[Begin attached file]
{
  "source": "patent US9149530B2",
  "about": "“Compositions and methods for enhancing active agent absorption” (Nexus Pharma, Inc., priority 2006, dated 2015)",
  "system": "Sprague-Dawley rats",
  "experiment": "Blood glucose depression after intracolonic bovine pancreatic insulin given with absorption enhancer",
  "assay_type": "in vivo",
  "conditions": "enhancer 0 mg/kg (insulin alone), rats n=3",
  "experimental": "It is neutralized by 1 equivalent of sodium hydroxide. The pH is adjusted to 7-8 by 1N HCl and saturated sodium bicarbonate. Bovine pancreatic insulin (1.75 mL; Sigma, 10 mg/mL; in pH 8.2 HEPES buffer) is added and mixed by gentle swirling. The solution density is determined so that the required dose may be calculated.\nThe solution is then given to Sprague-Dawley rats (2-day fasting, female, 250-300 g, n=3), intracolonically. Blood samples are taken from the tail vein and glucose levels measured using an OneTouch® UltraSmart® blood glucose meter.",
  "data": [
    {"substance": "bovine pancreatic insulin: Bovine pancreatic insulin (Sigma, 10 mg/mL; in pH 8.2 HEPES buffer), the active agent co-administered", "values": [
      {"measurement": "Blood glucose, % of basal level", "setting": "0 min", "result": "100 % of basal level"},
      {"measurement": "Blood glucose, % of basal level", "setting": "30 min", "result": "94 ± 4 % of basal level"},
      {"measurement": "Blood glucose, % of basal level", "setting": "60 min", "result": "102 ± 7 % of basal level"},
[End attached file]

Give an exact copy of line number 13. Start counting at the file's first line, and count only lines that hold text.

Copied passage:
      {"measurement": "Blood glucose, % of basal level", "setting": "60 min", "result": "102 ± 7 % of basal level"},